Beijing Expat: January 2020, Coronavirus and more!

This month has been the most eventful, with both ups and downs. We experienced our first Spring Festival (Chinese Lunar New Year) and our first real struggles as expats in China! I hope this helps others understand what they are really signing up for as being an international expat!

Happy Birthday to me!

The beginning of the month, I was completely focused on getting out of my comfort zone. I had already made a huge change in my life by moving to China, but now I was getting used to it and felt like I had to embrace more change in my life for happiness! I had decided over this break that I was going to get rid of my pride and joy, my hair. My luscious locks had grown all the way down past my waist and I was so tired of styling or taking care of it! With help from my friends, Jen and Maxine, we took the plunge together to cut all of our hair off and finally get it over with! We went to this lovely lady that only spoke Korean and wasn’t too outrageous with her prices. After 14 inches of my hair was cut, my son and I realized we had about 2 hours of waiting for the other girls to finish (I went first). I suggested that we go and get a one-hour foot massage and he was so against it. However, I forced him and it was so lovely! We were ushered back into this area that was designed like an ancient Chinese garden. We sat and had our feet soaked before we began the massage. About halfway through, I heard light snoring from the chair next to me and realized that Calvin was so comfortable he had fallen asleep! The lady massaging his feet was giggling and I was so happy that he was able to relax! When we finally finished, I asked if he would ever get a foot massage again and he said, “Of course!” We went and and enjoyed an expensive European lunch, this boy ordered a giant seafood pasta dish and it was amazing! I ordered a quarter of roast pig and it was delicious, although I admit I would still prefer the duck!

My family and I used the break to explore the area and enjoy the snowy weather. We have been told several times that it never snows this much in Beijing and we feel so fortunate to have this kind of weather, especially coming from living in a desert. School eventually started on the 3rd, but it is very different than coming back to school in the states. Back home, the two-week break is done as soon as you come back to school and you get right to work. At Kaiwen, however, you come back to school January 3rd and leave January 18th for another 3 week break. Sure there are 2.5 weeks and a few Saturdays in there you have to work, but it means that the kids’ minds are already on their next vacation. It makes it even more difficult to prepare and complete finals, not to mention beginning on new content. The kids were crazy the full 2.5 weeks and then off we go again! I tried to make it as meaningful as possible and not waste time but it is so hard because they all know they will be leaving again! On another note, my birthday is in late January during the 3-week Spring Festival break. It is also the birthday of three of my other co-teachers and we were surprised with an AMAZING group birthday party! My best friend Maxine orchestrated this party in a rentable apartment that had vintage and Xbox games, karaoke, pool table, etc. It was an amazing time and my hubby ordered me a chocolate cake (pictured above) for this chocolate lover. I have never had a party planned by others before and it did not disappoint!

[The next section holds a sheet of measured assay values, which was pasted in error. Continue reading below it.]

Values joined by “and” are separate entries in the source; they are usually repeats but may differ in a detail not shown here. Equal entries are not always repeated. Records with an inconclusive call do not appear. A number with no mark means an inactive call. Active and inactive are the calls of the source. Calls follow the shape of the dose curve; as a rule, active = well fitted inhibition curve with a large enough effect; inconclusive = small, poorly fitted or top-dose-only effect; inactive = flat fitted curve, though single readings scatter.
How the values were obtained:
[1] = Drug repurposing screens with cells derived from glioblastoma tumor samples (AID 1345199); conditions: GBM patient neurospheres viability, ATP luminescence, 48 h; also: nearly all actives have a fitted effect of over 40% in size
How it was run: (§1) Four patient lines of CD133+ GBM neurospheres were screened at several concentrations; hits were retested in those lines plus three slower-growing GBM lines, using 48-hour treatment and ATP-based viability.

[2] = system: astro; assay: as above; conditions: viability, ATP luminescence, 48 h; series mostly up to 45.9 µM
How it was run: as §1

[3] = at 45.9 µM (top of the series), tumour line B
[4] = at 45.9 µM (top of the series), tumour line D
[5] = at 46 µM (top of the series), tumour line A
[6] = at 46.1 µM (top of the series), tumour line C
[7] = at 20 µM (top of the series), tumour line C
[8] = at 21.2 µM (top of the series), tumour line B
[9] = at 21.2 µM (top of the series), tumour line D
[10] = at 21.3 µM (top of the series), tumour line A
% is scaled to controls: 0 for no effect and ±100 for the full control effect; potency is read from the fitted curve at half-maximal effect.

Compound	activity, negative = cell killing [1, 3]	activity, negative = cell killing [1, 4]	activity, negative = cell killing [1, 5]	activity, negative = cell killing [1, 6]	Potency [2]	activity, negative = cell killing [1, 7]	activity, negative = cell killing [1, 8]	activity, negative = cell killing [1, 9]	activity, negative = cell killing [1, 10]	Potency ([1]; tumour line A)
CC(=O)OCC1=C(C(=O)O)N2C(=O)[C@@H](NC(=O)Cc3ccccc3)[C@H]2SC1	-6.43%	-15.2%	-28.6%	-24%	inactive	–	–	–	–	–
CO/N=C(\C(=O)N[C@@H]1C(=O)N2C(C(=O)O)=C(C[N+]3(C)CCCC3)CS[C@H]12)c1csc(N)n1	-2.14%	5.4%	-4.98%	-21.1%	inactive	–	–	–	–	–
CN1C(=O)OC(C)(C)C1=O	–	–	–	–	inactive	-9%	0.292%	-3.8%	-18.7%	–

Karaoke Station

The last day of school at Kaiwen was the kids’ Spring Festival celebration, as well as the flea market to raise money for the Volunteer Club. I had no idea what to expect and this school party was unbelievable! The afternoon began with the middle school and high school kids running events for elementary. My class did lantern-painting for the elementary kids and they had so much fun. It was amazing for me to watch my sixth graders plan and help out the younger kids paint their Chinese lanterns for the holidays. Even for 10/11 year olds, they did an outstanding job helping those kids. Later on, we went to the flea market that all of the middle and high school classes put on. I thought it would mostly be items these kids didn’t want…but I spent over 500 rmb at this market!! The kids were all buying items and there were performances going on in the background. I bought Calvin action figures, bought myself hand-made soaps, etc. The flea market started to trickle down and I convinced Calvin to sneak off with me to the primary party. The primary part was even more amazing. They had all of these freebies that they were giving out like cotton candy, caramelized sugar in the shapes of animals, and miniature clay figurines. Calvin and I scooped as many items as we could and made off with our goodies into the sunset!

The teachers’ last day of work took place on a Saturday and was meant to be a work day and a party day. We were about to be gone for three weeks so it was a good opportunity to say goodbye to a few friends or to plead with them to bring goodies back from the states. The party started out great with activities like creating your own dumplings (which was way harder than I thought it would be) or making your own Chinese lucky knots. The celebration included performances by teachers/administration, some of which were absolutely hilarious. They had games in between and raffles for a bunch of AMAZING prizes. I didn’t win anything, but almost everyone else in my department did. They had items from electric toothbrushes and bluetooth headsets all the way to iPads and an iPhone 11! The prizes were great and over 50 people won amazing prizes. It was a great way to head into the break and I think everyone had a fantastic time. I can not wait until next years’ party, if karma is any good than I will win big time!

Calvin was leaving the next day for the states and I was super panicked. It was the first time he has ever flown alone, not to mention internationally. I kept double-checking to make sure he had everything he needed like his passport and tickets. We had purchased the tickets months ago through American Airlines and only had to pay $150 extra for him to be moved alone (which I thought was great at first) to and from the US. We took him 3 hours early to the airport and were not allowed to take him all the way to the gate like we were promised, which was a little annoying. So we spent another 1.5 hours walking around the airport and eating a late dinner with him. When it finally came time to let him go to the gate, I was tearing up so bad. We were able to view him going all the way up to security and I could barely hold it together. Having him 24/7 for 6 months made me really appreciate his little quirks but I knew it would be good for him to go home to his family. Besides, we were planning a trip to Shanghai alone as a couples’ getaway anyway and were excited for that! It took Calvin 15 hours or so to get back home but he did and had a great time!